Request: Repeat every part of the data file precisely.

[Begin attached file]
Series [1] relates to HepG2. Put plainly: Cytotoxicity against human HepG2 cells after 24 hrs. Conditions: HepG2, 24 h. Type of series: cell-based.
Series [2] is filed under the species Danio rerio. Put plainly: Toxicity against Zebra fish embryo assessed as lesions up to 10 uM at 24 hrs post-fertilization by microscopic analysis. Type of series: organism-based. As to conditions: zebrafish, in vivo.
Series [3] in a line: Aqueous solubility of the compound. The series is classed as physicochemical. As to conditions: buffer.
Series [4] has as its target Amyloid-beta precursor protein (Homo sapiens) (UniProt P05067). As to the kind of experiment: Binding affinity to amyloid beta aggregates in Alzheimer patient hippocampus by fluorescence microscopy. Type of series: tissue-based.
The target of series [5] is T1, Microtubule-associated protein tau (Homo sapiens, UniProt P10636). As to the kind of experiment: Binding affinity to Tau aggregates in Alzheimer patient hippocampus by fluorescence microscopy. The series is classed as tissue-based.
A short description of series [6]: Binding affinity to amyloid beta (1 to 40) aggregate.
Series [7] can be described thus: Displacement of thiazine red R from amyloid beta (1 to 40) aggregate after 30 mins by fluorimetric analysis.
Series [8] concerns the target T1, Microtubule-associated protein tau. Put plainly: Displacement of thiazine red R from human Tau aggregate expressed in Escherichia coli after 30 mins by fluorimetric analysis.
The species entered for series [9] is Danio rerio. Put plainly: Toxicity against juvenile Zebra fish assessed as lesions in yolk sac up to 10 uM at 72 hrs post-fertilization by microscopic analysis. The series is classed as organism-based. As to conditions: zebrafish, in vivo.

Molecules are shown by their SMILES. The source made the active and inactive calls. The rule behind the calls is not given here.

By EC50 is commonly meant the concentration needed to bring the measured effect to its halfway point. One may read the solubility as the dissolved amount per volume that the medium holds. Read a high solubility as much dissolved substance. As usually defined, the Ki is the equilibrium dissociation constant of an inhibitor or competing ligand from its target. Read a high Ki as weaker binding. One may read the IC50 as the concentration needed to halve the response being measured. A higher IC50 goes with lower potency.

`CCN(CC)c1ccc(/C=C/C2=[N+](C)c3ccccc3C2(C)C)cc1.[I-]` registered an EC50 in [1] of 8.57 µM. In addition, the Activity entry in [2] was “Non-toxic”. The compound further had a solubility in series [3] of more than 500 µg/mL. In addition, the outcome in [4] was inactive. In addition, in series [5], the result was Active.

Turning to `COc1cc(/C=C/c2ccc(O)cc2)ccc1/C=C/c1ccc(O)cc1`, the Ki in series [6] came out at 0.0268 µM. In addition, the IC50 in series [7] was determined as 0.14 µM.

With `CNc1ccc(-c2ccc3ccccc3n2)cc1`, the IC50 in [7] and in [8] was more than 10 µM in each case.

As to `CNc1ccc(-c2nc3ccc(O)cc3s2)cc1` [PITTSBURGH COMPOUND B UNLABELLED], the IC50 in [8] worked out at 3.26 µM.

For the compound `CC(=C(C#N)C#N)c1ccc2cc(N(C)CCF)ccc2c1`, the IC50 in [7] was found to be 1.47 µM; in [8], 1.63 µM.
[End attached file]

Series [1] relates to HepG2. Put plainly: Cytotoxicity against human HepG2 cells after 24 hrs. Conditions: HepG2, 24 h. Type of series: cell-based.
Series [2] is filed under the species Danio rerio. Put plainly: Toxicity against Zebra fish embryo assessed as lesions up to 10 uM at 24 hrs post-fertilization by microscopic analysis. Type of series: organism-based. As to conditions: zebrafish, in vivo.
Series [3] in a line: Aqueous solubility of the compound. The series is classed as physicochemical. As to conditions: buffer.
Series [4] has as its target Amyloid-beta precursor protein (Homo sapiens) (UniProt P05067). As to the kind of experiment: Binding affinity to amyloid beta aggregates in Alzheimer patient hippocampus by fluorescence microscopy. Type of series: tissue-based.
The target of series [5] is T1, Microtubule-associated protein tau (Homo sapiens, UniProt P10636). As to the kind of experiment: Binding affinity to Tau aggregates in Alzheimer patient hippocampus by fluorescence microscopy. The series is classed as tissue-based.
A short description of series [6]: Binding affinity to amyloid beta (1 to 40) aggregate.
Series [7] can be described thus: Displacement of thiazine red R from amyloid beta (1 to 40) aggregate after 30 mins by fluorimetric analysis.
Series [8] concerns the target T1, Microtubule-associated protein tau. Put plainly: Displacement of thiazine red R from human Tau aggregate expressed in Escherichia coli after 30 mins by fluorimetric analysis.
The species entered for series [9] is Danio rerio. Put plainly: Toxicity against juvenile Zebra fish assessed as lesions in yolk sac up to 10 uM at 72 hrs post-fertilization by microscopic analysis. The series is classed as organism-based. As to conditions: zebrafish, in vivo.

Molecules are shown by their SMILES. The source made the active and inactive calls. The rule behind the calls is not given here.

By EC50 is commonly meant the concentration needed to bring the measured effect to its halfway point. One may read the solubility as the dissolved amount per volume that the medium holds. Read a high solubility as much dissolved substance. As usually defined, the Ki is the equilibrium dissociation constant of an inhibitor or competing ligand from its target. Read a high Ki as weaker binding. One may read the IC50 as the concentration needed to halve the response being measured. A higher IC50 goes with lower potency.

`CCN(CC)c1ccc(/C=C/C2=[N+](C)c3ccccc3C2(C)C)cc1.[I-]` registered an EC50 in [1] of 8.57 µM. In addition, the Activity entry in [2] was “Non-toxic”. The compound further had a solubility in series [3] of more than 500 µg/mL. In addition, the outcome in [4] was inactive. In addition, in series [5], the result was Active.

Turning to `COc1cc(/C=C/c2ccc(O)cc2)ccc1/C=C/c1ccc(O)cc1`, the Ki in series [6] came out at 0.0268 µM. In addition, the IC50 in series [7] was determined as 0.14 µM.

With `CNc1ccc(-c2ccc3ccccc3n2)cc1`, the IC50 in [7] and in [8] was more than 10 µM in each case.

As to `CNc1ccc(-c2nc3ccc(O)cc3s2)cc1` [PITTSBURGH COMPOUND B UNLABELLED], the IC50 in [8] worked out at 3.26 µM.

For the compound `CC(=C(C#N)C#N)c1ccc2cc(N(C)CCF)ccc2c1`, the IC50 in [7] was found to be 1.47 µM; in [8], 1.63 µM.